Fashion globalisation or a worldwide opportunity to reinterpret fashion according to an ethnological and social taste?
By Giulia Barjona / 17.09.2020
Globalisation has reached all areas of the industry, including large and small fashion houses. Sometimes, it can be difficult to escape this trend, which becomes an injunction. In other cases, fashion allows certain social categories to emancipate themselves.
The idea of ‘globalisation of the world’ had already been born when Marco Polo visited China, when Captain Cook discovered the Cook Islands and when oriental manufacturers conquered Europe. The particular desire to westernise the whole world is a passion that never left the Europeans, as they had everything to achieve it.
For centuries, the ideals harboured in the minds of men have changed, but the desire to build a ‘world-community’ has continued to live in dreams as a synonym for power. Moreover, knowing and mixing different cultures has always been a symbol of openness, leaning towards a knowledge and a civilisation, a social group or even a human category. More precisely, the opening of fashion to the influence of other traditions creates the possibility of bringing about changes within an entire society. In the 18th century, for example, the fashion of the royal courts was reassessed to incorporate new colours and images of Chinese origin into the European tradition. In this particular case, all fabrics, jewellery, etc…witnessed a sudden turn by adapting the different shades of blue and black-line designs to white surfaces. In the same way, we find this phenomenon in modern society, by creating a visually appealing potpourri, like in the streets of Tokyo. The capital of Japan offers the opportunity to observe young people dressed in funny costumes that combine innovative fashion trends with the tradition of their ancestors.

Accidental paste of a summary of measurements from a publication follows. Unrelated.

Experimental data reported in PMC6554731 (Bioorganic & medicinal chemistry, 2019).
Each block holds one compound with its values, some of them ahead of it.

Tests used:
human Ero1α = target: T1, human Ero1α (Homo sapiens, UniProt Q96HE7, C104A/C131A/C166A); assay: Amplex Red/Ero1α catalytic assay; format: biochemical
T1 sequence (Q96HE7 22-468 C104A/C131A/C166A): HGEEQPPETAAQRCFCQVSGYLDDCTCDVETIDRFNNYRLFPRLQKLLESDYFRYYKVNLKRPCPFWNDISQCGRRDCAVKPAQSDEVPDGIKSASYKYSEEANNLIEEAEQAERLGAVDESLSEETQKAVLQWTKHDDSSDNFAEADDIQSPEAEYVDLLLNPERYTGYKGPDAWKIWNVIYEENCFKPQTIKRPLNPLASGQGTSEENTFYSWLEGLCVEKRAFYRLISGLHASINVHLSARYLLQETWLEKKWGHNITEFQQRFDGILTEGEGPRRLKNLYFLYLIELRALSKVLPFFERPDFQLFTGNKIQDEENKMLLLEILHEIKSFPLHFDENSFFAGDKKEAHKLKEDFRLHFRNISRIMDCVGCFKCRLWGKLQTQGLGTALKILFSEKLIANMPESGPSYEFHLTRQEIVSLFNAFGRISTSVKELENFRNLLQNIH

However, from the 1970s onwards, globalisation became the main goal of all industries and, sometimes, of individuals. On the one hand, the various fields were urging for a faster production of goods. On the other hand, people experienced (and still do today) the fear of falling behind. For this reason, fashion had the opportunity to become the symbol of presence in the world; a ‘fashionable’ person is a person with the possibility of earning their place in life and the workplace. Therefore, to be fashionable becomes a necessity where there is an imperative to be recognised as a citizen of the world. Moreover, this deficit in the imagination is underlined by the big fashion houses with the triggering of a commercial plan at a global level, selling the same clothes all over the world. The feeling of comfort obtained among buyers has increased the popularity of an industry that is always ready to embrace certain novelties. These are made available to all cultures and all social classes scattered across the Earth.
However, these marketing techniques are not necessarily appreciated by most young people. The new generation prefers to move away from official fashion and invent their own style. The respect conferred on the offerings of big fashion houses is sometimes ignored or fought against. Young people often repurpose old clothes (a trend originating from rummaging through their grandmother’s wardrobe) or a meticulous search in a vintage shop where old clothes can be given a new lease of life. The revival of the textile secondhand trade underlines the need to give a new purpose to an object seen as ‘hopeless’. This work of identification of a boy or girl with a fake object, a ring or an ‘ugly’ detail becomes a symbol of the will to be recognised as an individual capable and worthy of existing. Modern young people are looking for a past to recognise themselves in order to be respected and heard by adults.
In conclusion, fashion has always dominated an important part of the industry and society, but it has not always been appreciated.
So what is the limit between fashion as an opportunity for self-assertion and fashion as a negation of personal identity?